Northern Cardinal - Cardinalis cardinalis

February 10, 2014

Northern Cardinals are a permanent, year round fixture of the bird-scape where I live. So ubiquitous that it is easy to take their striking appearance and song for granted. In winter, and especially this winter, their scarlet red plumage is a welcome shock of color. The bright red of the males is beautiful, of course, but I love the female plumage just as much: brown with the tail, crest, and wing tips dipped in crimson. 

For the last several years I have been trying to mentally mark the first day in late winter that I hear a cardinal sing their melodic, dipping hymn. Weeks, and months of seeming silence as fall darkens towards winter solstice, and then the days begin their slow creep towards longer hours of light. Supposedly both male and female Northern Cardinals sing all year. Around here, however, in the darkest winter days I never hear their songs; often a sharp string of "chips", but not the swooping melodies of spring and summer.

Today, was the first day of 2014 I heard that song return. I was leaving my local cafe, coffee in hand, rushing across a dingy snowed covered street when I paused to listen. Springtime, in this part of the world at least, is still a ways off, but that cardinal let me know there is hope in the air.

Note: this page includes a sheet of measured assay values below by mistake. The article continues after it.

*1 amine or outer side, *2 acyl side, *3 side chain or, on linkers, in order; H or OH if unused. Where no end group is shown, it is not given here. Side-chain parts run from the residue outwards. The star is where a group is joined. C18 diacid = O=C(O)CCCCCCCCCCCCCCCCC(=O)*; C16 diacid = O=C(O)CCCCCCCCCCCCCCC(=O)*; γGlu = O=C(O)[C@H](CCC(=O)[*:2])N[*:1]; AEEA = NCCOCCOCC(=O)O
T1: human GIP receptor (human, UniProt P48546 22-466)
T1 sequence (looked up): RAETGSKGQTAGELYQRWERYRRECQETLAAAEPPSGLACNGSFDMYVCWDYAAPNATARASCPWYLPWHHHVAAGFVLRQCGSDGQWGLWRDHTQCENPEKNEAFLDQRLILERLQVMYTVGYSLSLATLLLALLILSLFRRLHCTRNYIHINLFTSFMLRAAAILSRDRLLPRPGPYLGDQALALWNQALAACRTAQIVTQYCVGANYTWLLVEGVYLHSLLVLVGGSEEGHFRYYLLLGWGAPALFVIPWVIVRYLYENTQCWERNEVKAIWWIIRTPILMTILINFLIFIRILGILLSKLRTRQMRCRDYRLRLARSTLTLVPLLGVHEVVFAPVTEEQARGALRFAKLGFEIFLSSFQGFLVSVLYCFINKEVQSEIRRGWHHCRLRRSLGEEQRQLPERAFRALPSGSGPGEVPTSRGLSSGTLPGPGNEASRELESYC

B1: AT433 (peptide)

1. I heard a chickadee song on my walk to the train this morning and had the same thought! Of course I don't know that I haven't been hearing them already, but the way that clear two-note song hit me made me suddenly realize how much I'd missed it. And with the temperature still at -1, it seemed just that much more incredible.

  2. I love cardinals. There is a beautiful pair that visits our backyard regularly and mostly I hear the polite and sweet sounds they make when they are checking if I have left seeds out for them. I found this recording tonight of the song I think you are referring to. It's quite beautiful although it disturbed Meeko a little bit to hear it coming from our dining room. ;) I'll have to keep my ears open in the weeks ahead.

  3. Diana, I haven't gotten the pleasure yet to hear their song, but I'm not outside for extended periods of time either. Before the trees get their leaves I try to follow the song and find the cardinal way at the top singing his heart out. Will this print be available?
    Robin from Indiana

  4. Cardinals seem so bright and exotic to me, I think you are very lucky.I shall have to find that tune that Kathleen has mentioned. Our little robins change their tunes from a mournful winter one to a more spring like brighter ditty, we have heard this already as it's been mild here (snow today though)?


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